Boomers: Do as I say, not as I did

On Jan. 1, smoking will no longer be permitted on restaurant and bar patios in Ontario. Emma Teitel asks: why not ban porn and poutine, instead?

Martin Ruetschi/Keystone/Redux

Martin Ruetschi/Keystone/Redux

There’s something personally ominous about the nanny-state inhalation legislation that informs most governmental smoking edicts these days, and that is its unspoken target. Namely, me. At least, me, and young people in general. Consider three changes coming to Ontario’s smoke-free legislation: 1) On Jan. 1, smoking will no longer be permitted on restaurant and bar patios. In other words, the Ontario Liberals have ruined summertime for the young and the restless; gone are the days of afternoon patio drinks and smokes. 2) Gone, too, are the days of buying a pack after Psychology 101: The act will prohibit the sale of tobacco on university and college campuses. 3) The only cigarette that my demographic could reasonably claim for its own, the digital smoke, is under all-out assault: The government has introduced legislation that will ban the smoking of e-cigarettes indoors, even though there is no scientific evidence that “vaping” is nearly as harmful or invasive as traditional smoking. Finally, the sale of mentholated and flavoured cigarettes is to be abolished outright, ostensibly to protect even younger kids, who like their tobacco with a fruity, minty kick.

Let’s forget the argument about whether or not bans work. The state has no place in the ashtrays of the nation—particularly, when those ashtrays are outdoors, where there is more than enough clean air for those who can’t bear to stand or sit next to smokers. And let’s take on the more inconvenient truth: Guess who the nannies are? Boomers. Then, guess who the kids are. Millennials.

This is one curious equation. I mean, it might have been predictable that Boomers weaned on ’60s social activism and permissiveness would eventually trade in their idealism for consumerism, but that they’d trade the permissive part for puritanism is a bit of a wild card. Yet, this is exactly what’s happened. The things our parents had fun doing when they were our age are the things they don’t want us to do now. This might be the way of the world, but it’s extremely annoying, not to mention arbitrary. Anti-smoking legislation is enacted, the argument goes, “in our best interest,” because tobacco is responsible for 13,000 deaths in Ontario every year, smoking-related illnesses are a senseless strain on the health care system, and bans of this nature are statistically proven to curb deleterious cultural norms. But there are other cultural norms the Ontario government seems to have forgotten about—Frosh Week, for one. Every September, while their post-secondary progeny are donning puke suits in preparation for alcohol-binging at administration-endorsed beer fests, Boomer parents can now rest assured that at least their adult children won’t be lighting up at the same time. What a relief. Then, there’s that other bogeyman, otherwise known as sex. The Ontario sex-education curriculum is probably the most outdated in the country, but our nannies don’t mind that 11-year-olds are watching porn before they see a diagram of the reproductive system in school, because there are people smoking menthols and eating nachos at the same time.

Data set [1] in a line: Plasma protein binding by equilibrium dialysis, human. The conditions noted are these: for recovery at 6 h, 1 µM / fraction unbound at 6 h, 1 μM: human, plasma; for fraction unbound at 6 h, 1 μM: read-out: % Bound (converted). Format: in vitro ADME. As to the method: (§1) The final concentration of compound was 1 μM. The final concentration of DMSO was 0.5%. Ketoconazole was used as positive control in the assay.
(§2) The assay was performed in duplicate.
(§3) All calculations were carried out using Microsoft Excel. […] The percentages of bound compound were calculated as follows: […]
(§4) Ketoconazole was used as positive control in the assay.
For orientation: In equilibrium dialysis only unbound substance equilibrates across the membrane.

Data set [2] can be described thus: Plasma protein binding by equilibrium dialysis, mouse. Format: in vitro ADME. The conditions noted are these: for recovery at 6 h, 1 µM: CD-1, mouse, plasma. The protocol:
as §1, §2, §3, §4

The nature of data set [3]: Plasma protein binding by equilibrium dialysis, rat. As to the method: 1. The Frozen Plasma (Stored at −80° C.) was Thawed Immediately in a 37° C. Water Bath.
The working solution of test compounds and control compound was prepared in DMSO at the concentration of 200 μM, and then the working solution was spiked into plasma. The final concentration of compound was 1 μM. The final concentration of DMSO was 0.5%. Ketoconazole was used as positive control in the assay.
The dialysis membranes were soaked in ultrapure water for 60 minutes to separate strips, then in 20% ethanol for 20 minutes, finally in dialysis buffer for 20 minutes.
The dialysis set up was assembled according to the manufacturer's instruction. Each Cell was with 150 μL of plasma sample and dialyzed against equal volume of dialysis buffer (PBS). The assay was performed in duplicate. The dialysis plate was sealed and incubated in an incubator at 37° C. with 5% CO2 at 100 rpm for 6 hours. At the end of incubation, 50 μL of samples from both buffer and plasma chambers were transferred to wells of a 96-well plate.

I’m advocating that, as Millennials, we embrace the nanny state once and for all. In fact, I don’t think the laws go far enough. If the public lacks the willpower to make changes that benefit its health and ease the strain on the medical system, why stop at smoking? During the winter months, I often gain weight, and obesity, we know, can lead to death. For the sake of my expanding sides, rather than merely posting calorie counts, I implore the government to ban poutine—something I usually indulge in after a night of dancing at an electronic-dance music show, where my peers are known to indulge in all manner of illicit activities. If the Ontario Liberals, our parents in absentia, really cared about Millennials, they would establish an embargo on deep-fried dishes from Quebec, institute a province-wide curfew, and ban techno remixes of Lorde songs. But it appears that some sins—at least for now—are still sacred.

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